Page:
There are great advances taking place in minimally invasive spine surgery. In order to benefit from them, the healthcare consumer must take an active role. The best healthcare will not find you; you have to seek it out. While the United States offers the highest standard of healthcare in the world, a vast treatment variation still exists based on the doctor and the spine center you choose. These will determine the results you will receive.
Minimally invasive surgery is a name given to wide a range of procedures with a common goal: treatment that is less traumatic to the patient and that allows a faster return to a normal lifestyle and activities. All spine surgery carries with it a significant degree of patient risk, but true “minimally invasive surgery” performed only by a skilled, experienced surgeon, dramatically affects whether or not you have a chance of being free of back pain.
Because quality of life issues are at stake, patients considering Dr pablo clavel barcelona spain minimally invasive spine surgery should ask detailed questions about, and perform their own due diligence, to ensure that they are making the right decisions about their medical care. The following are some of the more important things to focus on:
First, look beyond the claims of the number of surgeries “performed” at a spine center compared to the percentage of successful surgeries. “Success” should be defined as restoration of function and return to daily activities without impairment and with minimal, if any, pain. It is important for anyone considering this type of surgery to keep in mind that more than one surgery may be required to achieve the expected results.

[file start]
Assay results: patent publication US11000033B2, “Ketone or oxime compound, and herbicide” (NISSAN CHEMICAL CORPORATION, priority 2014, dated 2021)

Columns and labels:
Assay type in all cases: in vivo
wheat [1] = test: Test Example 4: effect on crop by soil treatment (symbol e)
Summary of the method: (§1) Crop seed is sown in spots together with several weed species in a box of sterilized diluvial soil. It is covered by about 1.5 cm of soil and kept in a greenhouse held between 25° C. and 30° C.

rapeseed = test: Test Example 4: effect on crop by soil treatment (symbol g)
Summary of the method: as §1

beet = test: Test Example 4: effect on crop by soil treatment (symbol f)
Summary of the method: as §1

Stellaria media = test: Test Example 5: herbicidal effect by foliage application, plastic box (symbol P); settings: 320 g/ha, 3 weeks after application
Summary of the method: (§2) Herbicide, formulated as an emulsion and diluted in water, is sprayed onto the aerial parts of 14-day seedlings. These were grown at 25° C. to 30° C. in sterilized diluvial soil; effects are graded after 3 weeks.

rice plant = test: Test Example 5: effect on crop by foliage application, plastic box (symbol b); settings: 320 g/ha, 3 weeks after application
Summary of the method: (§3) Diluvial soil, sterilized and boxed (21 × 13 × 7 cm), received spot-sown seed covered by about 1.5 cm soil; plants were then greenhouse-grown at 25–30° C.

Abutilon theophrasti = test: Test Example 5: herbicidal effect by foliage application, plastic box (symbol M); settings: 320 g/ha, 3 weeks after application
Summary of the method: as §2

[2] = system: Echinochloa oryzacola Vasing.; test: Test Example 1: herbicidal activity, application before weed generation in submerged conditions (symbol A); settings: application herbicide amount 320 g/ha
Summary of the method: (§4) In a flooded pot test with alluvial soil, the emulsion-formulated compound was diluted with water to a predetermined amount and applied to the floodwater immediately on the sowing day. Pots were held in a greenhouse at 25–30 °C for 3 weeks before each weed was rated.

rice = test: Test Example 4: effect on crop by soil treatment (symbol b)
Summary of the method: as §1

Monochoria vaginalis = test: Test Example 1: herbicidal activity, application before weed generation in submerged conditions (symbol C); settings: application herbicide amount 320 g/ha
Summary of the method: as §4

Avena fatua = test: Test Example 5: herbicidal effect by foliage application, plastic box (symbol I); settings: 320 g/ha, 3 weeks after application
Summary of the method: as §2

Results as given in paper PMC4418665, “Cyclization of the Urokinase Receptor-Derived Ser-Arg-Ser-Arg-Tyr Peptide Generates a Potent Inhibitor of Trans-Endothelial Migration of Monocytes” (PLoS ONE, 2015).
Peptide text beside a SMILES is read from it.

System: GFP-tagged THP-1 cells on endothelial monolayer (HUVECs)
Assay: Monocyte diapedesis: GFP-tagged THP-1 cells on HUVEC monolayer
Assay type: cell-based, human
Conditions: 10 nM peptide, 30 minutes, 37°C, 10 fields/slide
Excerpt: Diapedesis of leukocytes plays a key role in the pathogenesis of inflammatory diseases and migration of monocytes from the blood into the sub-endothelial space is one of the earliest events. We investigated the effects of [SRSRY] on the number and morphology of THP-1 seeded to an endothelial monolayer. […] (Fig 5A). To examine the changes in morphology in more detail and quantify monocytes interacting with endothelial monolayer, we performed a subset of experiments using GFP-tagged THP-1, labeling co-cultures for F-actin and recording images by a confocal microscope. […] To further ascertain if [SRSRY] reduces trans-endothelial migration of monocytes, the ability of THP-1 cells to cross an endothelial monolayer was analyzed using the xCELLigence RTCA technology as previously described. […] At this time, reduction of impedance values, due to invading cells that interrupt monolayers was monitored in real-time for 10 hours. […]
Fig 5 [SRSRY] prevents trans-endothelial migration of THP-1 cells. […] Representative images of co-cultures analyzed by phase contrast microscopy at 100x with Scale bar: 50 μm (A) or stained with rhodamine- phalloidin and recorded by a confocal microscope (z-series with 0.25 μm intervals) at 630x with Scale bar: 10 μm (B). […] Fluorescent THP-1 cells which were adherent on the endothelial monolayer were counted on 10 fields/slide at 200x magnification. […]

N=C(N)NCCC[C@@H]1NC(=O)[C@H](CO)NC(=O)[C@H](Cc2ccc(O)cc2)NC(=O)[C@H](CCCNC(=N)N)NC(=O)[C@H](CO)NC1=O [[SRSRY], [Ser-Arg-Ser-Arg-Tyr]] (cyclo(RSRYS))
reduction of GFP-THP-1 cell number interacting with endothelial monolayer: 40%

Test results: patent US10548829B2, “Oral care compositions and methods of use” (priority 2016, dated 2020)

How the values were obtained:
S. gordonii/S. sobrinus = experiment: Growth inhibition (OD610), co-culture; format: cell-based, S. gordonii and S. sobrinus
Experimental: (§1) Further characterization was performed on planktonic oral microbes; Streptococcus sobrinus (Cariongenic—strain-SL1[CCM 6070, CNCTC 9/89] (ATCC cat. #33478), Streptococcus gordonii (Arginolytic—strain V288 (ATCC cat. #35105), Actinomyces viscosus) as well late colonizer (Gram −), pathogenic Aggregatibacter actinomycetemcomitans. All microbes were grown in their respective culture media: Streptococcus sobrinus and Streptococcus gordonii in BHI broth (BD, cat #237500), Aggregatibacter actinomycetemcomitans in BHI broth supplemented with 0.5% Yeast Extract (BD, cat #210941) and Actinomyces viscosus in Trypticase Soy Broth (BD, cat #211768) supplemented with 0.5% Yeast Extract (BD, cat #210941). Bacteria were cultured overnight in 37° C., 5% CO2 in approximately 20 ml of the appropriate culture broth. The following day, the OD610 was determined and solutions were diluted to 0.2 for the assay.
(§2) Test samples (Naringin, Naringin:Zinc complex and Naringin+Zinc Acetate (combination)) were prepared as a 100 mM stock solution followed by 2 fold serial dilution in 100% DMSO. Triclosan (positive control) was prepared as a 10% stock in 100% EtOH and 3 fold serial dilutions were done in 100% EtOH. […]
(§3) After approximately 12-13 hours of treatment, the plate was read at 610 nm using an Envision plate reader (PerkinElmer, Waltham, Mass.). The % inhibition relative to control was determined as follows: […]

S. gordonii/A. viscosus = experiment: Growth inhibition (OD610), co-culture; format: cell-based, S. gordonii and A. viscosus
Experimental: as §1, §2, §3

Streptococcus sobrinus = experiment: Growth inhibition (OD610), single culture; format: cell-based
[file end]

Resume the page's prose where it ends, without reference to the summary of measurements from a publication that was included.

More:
Secondly, do your research and gather as much information as you can on the actual mechanics of the procedure. How large is the incision? Some surgical centers, claiming that they are “minimally-invasive,” actually work through incisions of four to six inches, rather than the smaller incisions that skilled surgeons at true “minimally invasive” centers employ. This may not seem like a big difference, but a few inches dramatically affects tissue trauma, blood loss and rate of healing. It also speaks to the experience level of the surgeon – and you want a very experienced surgeon performing your operation.
If a spine center claims that they can perform more than one surgery on your spine in one day, be suspicious. “Minimally-invasive” not only applies to surgery performed and the size of the incision, but also to the incremental nature of the surgical protocol. True minimally invasive, advanced laser spine surgery separates each procedure by at least one week.
It’s vital to think about these issues carefully. Truly informed patients are much better able to deal with adverse consequences than patients who don’t have the all the facts, or who rush into making a decision.
“Over 10 years ago, if you had spine surgery, you could expect it to take as much as one year before you would be able to return to normal activities. Minimally invasive techniques, however, are changing the face of spine surgery,” the Cleveland Clinic reports.
A pioneer who developed and perfected minimally invasive spine surgery is Alfred O. Bonati, M.D. In 1993, he patented his arthroscopic method which utilizes a laser for removing protruding tissue and bone that press against spinal nerves and has been treating patients on an outpatient basis ever since. Dr. Bonati also developed and patented specially designed instruments for use with his patented arthroscopic method. Over 35,000 successful minimally invasive spine procedures known as The Bonati Procedures(sm) have been performed at The Bonati Institute®.
The Bonati Procedures are advanced spine surgeries developed and perfected by Dr. Bonati. The sequentially performed procedures employ the smallest incision possible to correct problems of the lumbar, cervical and thoracic spine. These outpatient procedures utilize local anesthesia, leaving the patient alert and able to communicate with the surgeon throughout the procedure. The Bonati Procedures are performed only at The Bonati Institute.